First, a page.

Criminal Justice in a Digital Age - Q&A with our panel

Jessica Kimbell, GovNet
April 14, 2021

Following on from the recent webinar on COVID-19 as a catalyst to transformation in the criminal justice landscape, we posed some more of our audience's questions to the panel. Here's what they said. 

The Panel:

  • Victoria Knight, Senior Research Fellow, De Montfort University
  • Martin Jones, CEO, The Parole Board for England & Wales
  • Sir Martin Narey, HMPPS
  • Francis Toye, Founder & CEO, Unilink

Panel

Your questions answered:

Are there any types of parole hearing that could not be done remotely?

Martin Jones: The main categories of case identified so far are those where the prisoner has significant vulnerabilities that would render a remote hearing unfair. There may be a small number of cases where we end up needing to find a way of returning to face to face. However the Parole Board anticipates that in most cases even a vulnerable prisoner can have a fair hearing with appropriate support.

Francis Toye: Unilink is considering offering a similar service to that offered for friends and family visits for such requirements. Clearly the requirements are different but there are many common factors. Unilink’s first priority is to provide the virtual-visit service to any prison that wants to provide such visits.

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Is there a risk to making parole decisions based solely on the written word?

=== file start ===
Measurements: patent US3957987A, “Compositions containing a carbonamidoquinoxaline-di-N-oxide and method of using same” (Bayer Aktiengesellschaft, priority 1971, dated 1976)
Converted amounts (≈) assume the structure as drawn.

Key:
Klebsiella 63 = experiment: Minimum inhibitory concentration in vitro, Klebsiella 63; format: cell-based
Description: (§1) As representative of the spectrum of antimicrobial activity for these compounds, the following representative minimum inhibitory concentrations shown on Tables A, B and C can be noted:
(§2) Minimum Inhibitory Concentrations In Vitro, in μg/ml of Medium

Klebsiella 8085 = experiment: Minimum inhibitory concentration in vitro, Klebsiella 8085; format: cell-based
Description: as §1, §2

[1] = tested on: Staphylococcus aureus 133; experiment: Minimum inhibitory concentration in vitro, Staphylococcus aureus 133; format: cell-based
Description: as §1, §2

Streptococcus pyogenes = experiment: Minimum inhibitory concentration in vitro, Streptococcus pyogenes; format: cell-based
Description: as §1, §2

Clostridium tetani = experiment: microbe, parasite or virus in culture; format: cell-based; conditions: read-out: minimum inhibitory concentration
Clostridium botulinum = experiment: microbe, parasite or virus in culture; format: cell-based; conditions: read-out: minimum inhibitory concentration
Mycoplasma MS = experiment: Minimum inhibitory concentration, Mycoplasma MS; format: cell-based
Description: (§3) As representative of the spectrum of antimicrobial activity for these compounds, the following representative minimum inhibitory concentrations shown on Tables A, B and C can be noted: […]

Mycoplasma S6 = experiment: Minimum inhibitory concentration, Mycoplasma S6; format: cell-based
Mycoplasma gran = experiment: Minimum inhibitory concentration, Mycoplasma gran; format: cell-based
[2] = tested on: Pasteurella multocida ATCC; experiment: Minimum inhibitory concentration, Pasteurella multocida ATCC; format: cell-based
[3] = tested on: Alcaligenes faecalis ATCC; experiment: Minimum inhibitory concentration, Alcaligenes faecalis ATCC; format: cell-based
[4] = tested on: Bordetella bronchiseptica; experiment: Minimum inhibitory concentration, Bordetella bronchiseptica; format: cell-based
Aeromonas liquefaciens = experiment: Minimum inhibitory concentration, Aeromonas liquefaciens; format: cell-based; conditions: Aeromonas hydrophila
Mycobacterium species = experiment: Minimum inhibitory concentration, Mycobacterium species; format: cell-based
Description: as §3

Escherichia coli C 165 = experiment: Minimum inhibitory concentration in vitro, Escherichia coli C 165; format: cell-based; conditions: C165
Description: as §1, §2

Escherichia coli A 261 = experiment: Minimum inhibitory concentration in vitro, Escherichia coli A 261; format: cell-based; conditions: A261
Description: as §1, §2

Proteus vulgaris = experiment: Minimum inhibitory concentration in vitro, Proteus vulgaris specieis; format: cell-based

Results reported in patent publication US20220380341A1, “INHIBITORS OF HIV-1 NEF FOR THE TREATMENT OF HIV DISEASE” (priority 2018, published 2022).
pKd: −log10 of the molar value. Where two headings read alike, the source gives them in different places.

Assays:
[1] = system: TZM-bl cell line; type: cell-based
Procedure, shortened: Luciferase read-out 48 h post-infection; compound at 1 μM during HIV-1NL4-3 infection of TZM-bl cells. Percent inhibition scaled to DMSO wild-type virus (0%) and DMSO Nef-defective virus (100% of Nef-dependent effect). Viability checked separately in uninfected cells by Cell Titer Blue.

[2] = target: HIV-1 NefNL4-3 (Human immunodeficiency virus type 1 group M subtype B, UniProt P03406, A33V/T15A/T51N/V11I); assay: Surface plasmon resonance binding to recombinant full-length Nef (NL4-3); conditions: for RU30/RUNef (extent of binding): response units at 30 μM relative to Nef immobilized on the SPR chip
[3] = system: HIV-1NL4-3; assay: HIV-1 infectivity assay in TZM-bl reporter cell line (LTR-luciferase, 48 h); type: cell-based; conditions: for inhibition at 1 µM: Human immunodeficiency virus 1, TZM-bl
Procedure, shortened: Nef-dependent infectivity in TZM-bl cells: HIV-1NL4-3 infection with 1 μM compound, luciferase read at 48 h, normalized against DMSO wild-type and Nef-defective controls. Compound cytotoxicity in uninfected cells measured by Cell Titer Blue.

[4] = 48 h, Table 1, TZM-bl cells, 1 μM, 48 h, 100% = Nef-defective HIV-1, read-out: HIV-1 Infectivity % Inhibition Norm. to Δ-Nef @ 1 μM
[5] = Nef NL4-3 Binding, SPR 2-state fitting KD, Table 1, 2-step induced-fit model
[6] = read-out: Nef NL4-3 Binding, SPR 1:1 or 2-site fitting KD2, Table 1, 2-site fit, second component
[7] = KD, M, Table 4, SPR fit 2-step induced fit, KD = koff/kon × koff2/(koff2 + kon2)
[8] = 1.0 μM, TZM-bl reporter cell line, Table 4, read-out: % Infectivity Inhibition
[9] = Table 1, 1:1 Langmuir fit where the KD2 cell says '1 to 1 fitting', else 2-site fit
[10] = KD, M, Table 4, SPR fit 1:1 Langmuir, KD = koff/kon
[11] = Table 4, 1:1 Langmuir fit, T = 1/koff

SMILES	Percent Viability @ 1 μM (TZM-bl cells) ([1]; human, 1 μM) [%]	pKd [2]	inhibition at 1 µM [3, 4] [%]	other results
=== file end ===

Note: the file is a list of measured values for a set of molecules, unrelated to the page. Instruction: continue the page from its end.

Martin Jones: The greatest benefit of a hearing is that the prisoner has a voice and the opportunity to ask questions – and answer any questions the panel might have. There is published evidence demonstrating that significantly increased numbers of indeterminate prisoners have been released as oral hearings have increased.

There are however other risks to be aware of. During face to face hearings decisions could be influenced by factors other than the evidence (e.g. is a prisoner’s demeanor evidence?)

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How do we ensure that remote hearings still feel procedurally just and fair for individuals?

Victoria Knight: In my view this is about proper consultation with all stakeholders and that the design of online/mediated services should accommodate the needs of all stakeholders. There are digital strategies that can be adopted to ensure this happens. I have published on this aspect.

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What are the key barriers to getting technology into prisons and what strategies do we employ to convince senior prison staff of its benefit and safety?